Friday 1-25-13 Pushing A Rope to The Finish Line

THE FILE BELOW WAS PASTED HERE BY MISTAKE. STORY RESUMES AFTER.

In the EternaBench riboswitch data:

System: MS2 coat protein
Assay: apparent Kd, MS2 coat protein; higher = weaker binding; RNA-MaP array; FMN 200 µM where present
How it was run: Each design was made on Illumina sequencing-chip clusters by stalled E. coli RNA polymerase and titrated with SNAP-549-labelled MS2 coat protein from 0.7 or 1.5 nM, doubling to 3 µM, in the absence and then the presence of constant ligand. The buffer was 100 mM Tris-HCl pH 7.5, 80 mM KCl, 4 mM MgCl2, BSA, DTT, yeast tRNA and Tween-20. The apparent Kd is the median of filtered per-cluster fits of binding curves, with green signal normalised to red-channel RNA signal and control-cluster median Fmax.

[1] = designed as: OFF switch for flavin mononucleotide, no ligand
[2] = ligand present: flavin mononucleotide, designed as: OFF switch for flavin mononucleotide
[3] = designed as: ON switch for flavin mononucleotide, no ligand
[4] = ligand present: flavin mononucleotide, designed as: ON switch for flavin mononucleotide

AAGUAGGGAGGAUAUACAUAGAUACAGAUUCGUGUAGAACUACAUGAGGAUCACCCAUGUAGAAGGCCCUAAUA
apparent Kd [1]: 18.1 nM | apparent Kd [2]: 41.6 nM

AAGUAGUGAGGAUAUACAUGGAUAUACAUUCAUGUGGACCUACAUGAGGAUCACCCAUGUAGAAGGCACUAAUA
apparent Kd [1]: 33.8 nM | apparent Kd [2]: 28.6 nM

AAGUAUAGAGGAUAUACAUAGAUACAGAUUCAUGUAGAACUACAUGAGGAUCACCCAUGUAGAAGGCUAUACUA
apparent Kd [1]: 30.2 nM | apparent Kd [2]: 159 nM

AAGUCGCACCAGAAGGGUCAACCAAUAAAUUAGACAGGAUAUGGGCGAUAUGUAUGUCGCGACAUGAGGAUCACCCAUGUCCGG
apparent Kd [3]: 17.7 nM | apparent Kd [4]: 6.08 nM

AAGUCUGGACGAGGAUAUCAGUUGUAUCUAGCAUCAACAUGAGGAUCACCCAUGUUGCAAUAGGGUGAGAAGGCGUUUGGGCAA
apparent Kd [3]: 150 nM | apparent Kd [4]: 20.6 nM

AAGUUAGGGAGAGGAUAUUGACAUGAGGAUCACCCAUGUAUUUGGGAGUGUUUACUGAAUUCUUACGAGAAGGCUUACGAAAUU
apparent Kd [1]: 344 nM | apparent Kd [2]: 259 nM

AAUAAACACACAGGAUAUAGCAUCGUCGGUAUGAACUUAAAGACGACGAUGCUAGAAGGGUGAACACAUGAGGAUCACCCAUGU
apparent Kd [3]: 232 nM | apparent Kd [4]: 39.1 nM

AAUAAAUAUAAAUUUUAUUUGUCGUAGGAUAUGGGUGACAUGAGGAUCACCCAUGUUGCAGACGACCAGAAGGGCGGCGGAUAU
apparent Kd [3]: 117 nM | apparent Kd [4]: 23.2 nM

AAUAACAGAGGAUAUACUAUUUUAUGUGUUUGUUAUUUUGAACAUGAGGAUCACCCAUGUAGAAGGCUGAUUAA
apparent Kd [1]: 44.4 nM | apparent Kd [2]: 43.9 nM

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Friday I woke up and quickly decided I was going to problem solve the cliff challenge by “rough locking” my runner by wrapping a neckline around it. It’s the same idea as putting chains on a car tire… it grabs slick things and gives some steering ability. By wrapping the uphill runner only, it helps keep the sled turned towards that direction, thereby preventing it from sliding over the edge, or so I hoped! I got to the race site earlier to watch some of the 100 miler teams finish but missed the first two. While we were standing around waiting for the next team, Steve starts talking about how Jackie’s sled had actually gone over the cliff and it took one other musher and himself to help get it back up onto the trail. Well, if I wasn’t freaked out about the cliff beforehand, I certainly was after hearing that story! LOL! I didn’t care how slow the neck line on my runner made me go… I just hoped to live! LOL! I fought back fear and focused on other things, including how “relaxed” my dogs looked…or were they tired? Hmmm…. I’d soon see! While waiting to go off (our start time was supposed to be early afternoon, about an hour earlier than yesterday’s start because we were the only class going out today) the race officials told us we would be a bit delayed because of the two 100 miler mushers still on the trail, and they didn’t want us to have head on passes with them at the above described scary spot! We would end up leaving about the same time as the previous day and would be assured of meeting the last 100 miler on the trail, so we were prepared for that. Then they said that it was possible that I would still be on the trail when the winner of the 200 mile class came down because they had had to shorten that course by 50 miles due to poor trail conditions. This would be Laura, if all went smoothly in the next couple of hours for her. I froze and panic came back when I realized I would have to have smooth passes with Laura or I might mess up her race! EEEK! No pressure there!!! I didn’t let my panic last long and instead saw the Lord’s humor in this… me racing alongside Laura, albeit in different classes… what an honor! We really were running with the big dogs! So I got ready to take off and decided that today when Cicely gives out I would immediately put her in the bag, and worked on providing a place to quickly and safely place her so I could do this switch much quicker than yesterday’s run. I was ready to go for day two… 5-4-3-2-1… we were off again! I noticed right from the start that we didn’t have the “Umph” that we did yesterday and as we approached the hills, I watched my team just stop. Really? We’re not even a mile out yet! So, I start helping even more than I did yesterday, even though my muscles are pretty tired already. We’re slowly making our way up the hills at the start and I see a photographer at the top of the hill (who ended up getting a really cool picture of my team) and shouted out to him, “Great! You’re going to photograph us walking up this hill!”… but when my team saw him, they actually started pulling and speeding up to the top of the hill and I was very relieved. Once we left the photographer, there was nothing else to chase or get their attention and they all immediately started goofing off and not pulling. I made 4 leader changes in the first 30 minutes, looking on helplessly at no one stepping up to lead this team! I may have to be up front myself today! I truly felt like I was “pushing a rope”, a description mushers often use to explain how much dogs like to pull. It didn’t feel that way today. I did my best to keep calm and just kept trying different things, stopping way more frequently than I had hoped, and finally things started clicking a little bit better. At least I didn’t have to keep switching dogs around in the team. Cicely had taken her place in the bag and actually laid down and went to sleep for the majority of the run. She really was tired out from yesterday. I had to be careful to not “sour her” to the sport by asking too much. I do hope that she continues to love running and will build up her strength and endurance to enable her to stay in the team for the future. I know it is going to help her blossom as much as it has Lance. I already see her confidence growing. So, as we’re moving up the trail again, the snow machine support crew tells me I’ll be running into the 200 mile class soon, which I really appreciated because I knew it was probably Laura and I wanted to be ready for a clean pass, or to jump off and get my team out of her way if needed. I keep looking over my shoulder to make sure she doesn’t sneak up on me and driving my team. We’re in the loop now and it’s just beautiful. The trail is quite narrow though and it’s more a snow machine trail than a groomed one, so I have to pay attention. We’re cresting up this slight hill when I see Laura, and she’s about 15’ in front of me! She’s not coming from behind as I had thought, but her class is doing this loop in the opposite direction and we’re about to have a head on pass at one of the narrowest spot in the trail! By the time I processed what was happening, it was over… and it had been a clean pass. Tana toyed with the idea of visiting her team but they were all business and didn’t get distracted by my “party girl”. I was so thankful and very proud of my team! That was the second good head on pass we had had in the race, and I knew we only had one more pass left. Again, about an hour down the trail, the snow machine support crew came alongside to tell me the 200 miler class was 15 minutes behind them. It was dark now and I checked my watch and began periodically looking across the valleys and behind me down the trail for any sign of Laura’s headlamp. Finally I saw it across the valley coming down one of the gradual hills. I took out my iPod so I could be sure and hear her coming up behind us. We were Gee’d over to the right when she caught up to us and I kept my team slow so we didn’t impede her progress in any way. She stayed behind for a little bit even though we were going slow, and I heard her say something, but couldn’t make out the words. I hollered back, “Do you want us to stop?” and she said yes. She has a leader that isn’t comfortable passing teams in the dark because she can’t tell what the musher is on the sled, so she was pulling backwards in the team. We stopped and I kept my eye targeted on Tkope, who was off to the left from the line as he typically is, and made sure he didn’t move. I was ready to run up and grab him if he decided to be silly and move towards her team. He was a perfect gentleman and just stood still while they passed. I was once again so PROUD of my team! We had really worked hard on polite passing this season and it just paid off! We hadn’t embarrassed ourselves in the race! Woo Hoo! Soon after Laura’s second pass we came upon the scary cliff and I stopped probably a mile too early to put the neckline on the runner, to try it before we needed it and check if it was even going to do anything. It actually was quite nice, not slowing us down much, and the ride was a whole lot more comfortable than last night’s. There was only one time I slid dangerously close to the edge and the rest of the time I was “man-handling” my sled and was bound and determined to not let it get too close! The dogs even Haw’d over when given the command tonight. We obviously need to work more on that. I walked Galena and Tana on leash just before the race and we zig zagged down the parking lot practicing Gee Over and Haw Over, so I think by the time we got on the trail Galena had a better understanding of what in the world I wanted her to do. Whew! We survived the cliff again! While I was listening to my iPod again and we approached the scary part of the trail, the most appropriate song came on titled “Mountains” by Lonestar. Some of the lyrics go like this: “There are times in life when you gotta crawl, Lose your grip, trip and fall When you can’t lean on no one else, That’s when you find yourself I’ve been around and I’ve noticed that Walk-in’s easy when the road is flat Them danged ‘ole hills will get you every time. Yeah, the good Lord gave us mountains so we could learn how to climb” I had to laugh as I once again saw the Lord’s Hand and felt His Presence with us that very moment! We made it to the finish line and completed our 62 mile race, making it today in 5 hours and 20 minutes, a good bit faster than yesterday’s run. We had completed our goal and made some improvements during the race, and I couldn’t be happier with my team! We ran into the chute with all 6 dogs in harness, running fast, and when volunteers scrambled to grab the leaders I told him we could make it on our own, and they expertly took me to the truck without assistance! GOOD DOGS! Later I realized I was supposed to stop in the chute for a bag check, but we were excited to get to the truck! After the race I was chatting with Carol, Laura’s mom who the Lord always seems to use to touch my heart, and dwelling on the fact that my team is different than every other team, and it’s really silly to compare the speed and drive of my dogs with their dogs. I really thought that with the right training, any dogs can run far and run fast down trails, but I see now that that isn’t the case. We all have limits, and no amount of will power or training is going to alter them. My dogs are from totally different backgrounds, 5 of the 6 being from rescued situations with improper health care, socialization and questionable genetics. Two were from a puppy mill, two were picked up on the side of highways and one was from an abusive home. Only one of my dogs had racing lines behind her, and she is mine because she prefers to enjoy herself on the trail than to work as hard as her famous Daddy, Herman. “Life is too short to be too serious”, I heard Tana say once, and she much enjoys a good roll in the snow, even if it’s in the middle of some silly race that only humans care about! LOL! Genetics do play a huge part in mushing, which I knew, but stubbornly refused to totally admit until this race. My dogs are not inferior to racing Siberians or Alaskans, but they are not gifted in the same ways. They are “differently abled”! I did realize that what hurts is when other people look at my team as a “pretty team” that goes too slow, without crediting my dogs with all they have overcome in their lives to get to where they are now. It has also been very difficult for me to train them up from scratch (with the exception of Miss Tana), especially learning as I went. We have accomplished a great deal FOR US, and I am very PROUD of my little team. To feel inferior or embarrassed to be in the same company with mushers and their dynamo teams that I respect so much is actually being disrespectful to my own team. I am learning to be more and more comfortable with who we are. They may not have generations of specialized breeding to give them more speed and more drive and to make them the best sled dog specimens that can go faster than others, but my dogs have a myriad of wonderful attributes that are equally important and special. They have worked hard to overcome the fear and neglect their lives started out being filled with, and they are learning more about how to trust humans, even those they haven’t met before. The best thing about running this team is watching them enjoy themselves when they’re heading down the trails! They are fulfilled, and mushing is therapeutic for them especially in building self-confidence and becoming less stressed in life, as it is for me too, I suppose! It is their outlet in learning to be “normal” and in learning to enjoy life to the fullest! Look at little Cicely for example- she gave all she had on that trail (working twice as hard as her teammates to keep up with her little legs) and just ran out of steam. What more could any dog give than their all? By doing the best that she could, she has shown herself to be equal to the very best sled dog out there, and has certainly earned the right to be respected. When you consider it on a human level, Team Wulik is like an everyday person running the Boston Marathon. They’re never going to beat a Kenyan with a much different genetics, body type, metabolism and life of training, but the fact that they’re out there competing and working to finish the race (perhaps working even harder than someone naturally gifted to run) is something to be respected on a whole other level. It’s normal to cheer for the fastest, for the winners, but mushing teaches us to appreciate all who are making their best efforts, and because of that, I appreciate my little team, and I’m proud of where we are today. That’s one more great thing about mushing… there are many different levels you can participate in and still be in the sport! There are also a wide range of goals we can work towards through racing, even for those of us who don’t have the fastest dogs. There are many more goals than just going faster than other teams (or than we ran it last time) or winning. We can work towards the goals of taking better and better care of our dogs, of improving their training so they are a joy for other teams to meet on the trail, and of assuring that they are having an overall happy experience on the trail while they learn to work harder and more consistently, with improved strength and endurance. We can work on our own self-control and calmness in interacting with them positively, even when everything is going wrong or we may be afraid of what we’re seeing on the trail. Working with a team of rescue dogs has its own challenges and is certainly the hard way of approaching this sport, but sometimes doing something the hard way is the most rewarding! We can have a goal of totally changing their lives by allowing them to run in a team, building their confidence, giving them an outlet for their often high levels of stress, and allowing them to have fun. They certainly have earned it! I would hope that there are more people out there who are willing to put together a team of rescue dogs to run for fun, and to see what they’re capable of! They just might surprise you, and someone else! Not only dogs come with different abilities and limits and challenges, so do the mushers, and for me, it’s taken a lot longer to get here than some other mushers. It has taken me almost 50 years to be able to do this sport! It may take me longer to coordinate or strengthen my body or to overcome fears and stresses, or grasp and remember concepts with my poor memory, but I can’t change who I am and have to simply work within my own limits. In fact, I met a brand new musher who has only been on a sled three times who ran the 100 mile race here! It shocked me! I could never in a million years have dreamt of doing such a courageous thing when I started out, but I am slowly building courage and confidence and my ability to take chances. I don’t have to be embarrassed that I’m not like that musher; we are different people who are gifted differently to do different things in life, even if we are in the same sport. I know I regularly make hundreds of mistakes and will continue to do so throughout my life; I’m taking many steps backwards in the process too, but that is part of learning to be patient instead of a perfectionist. I’m trying to learn the lessons the Lord is teaching me; What more can I ask of myself? It’s a waste of time to compare myself with others. I’m not them, I will never be gifted like they are, and that’s just fine. I’ve been gifted in other ways and called and prepared for different things… not lesser things, just different things. I may decide some day in the future that I am comfortable going much faster than I am now and want to run a bigger, more powerful team, but if not, it’s all good! I can only compare me with me… I can only compare my team with my team. When I start trying to be someone else or judge my team in the same way I would a professional team (or one with very “differently-abled” dogs), I’m setting myself up for disappointment and my joy is robbed! This is a lesson I’m sad to say I’m just beginning to grasp, but as I do so, I’m becoming less critical and more humble, not to mention more joyful! On the way to the first day of the race, I heard a radio report about a student with Down Syndrome who scored a touchdown in a high school game. The announcers were even getting choked up calling the game when it happened. It’s not who is the most perfect athlete or human specimen of physical or intellectual abilities, but it’s what they DO within their individual abilities and limitations and challenges that is MOST IMPRESSIVE. That high school touchdown was every bit as impressive as John Elway winning a Super Bowl game. It’s those who step out of their comfort zone and natural abilities and push themselves to accomplish not what others do, but all that they themselves can do, that inspires me. That is what “losing” races is teaching me! Were I to do what I typically have done and sit out because I didn’t think I was as good as someone else, I would have missed these amazing adventures and the opportunities to learn to be a “better me”- someone who isn’t afraid to fail (a totally foreign concept to me before mushing)… …someone who, even though I’m scared stiff, will actually try something new anyway… …someone who has the internal/spiritual control over my emotions and is able to be stable, joyful, and peaceful in the midst of all… …someone who is sensitive to others’ needs (instead of 100% focused on myself which comes far too easily for me)… …someone not afraid to live a life of adventure… …someone patient with others and my dogs (again, not by natural ability)… I’ve heard it said a hundred times that it’s not whether you win or lose, it’s the fact that you ran. I know that just putting myself in the situation to be stretched, molded, made uncomfortable, challenged, intimidated, scared and exhausted has been a wonderful way to learn some very powerful lessons… and I’m ready to learn some more! This is LIFE!   BRING IT ON!!!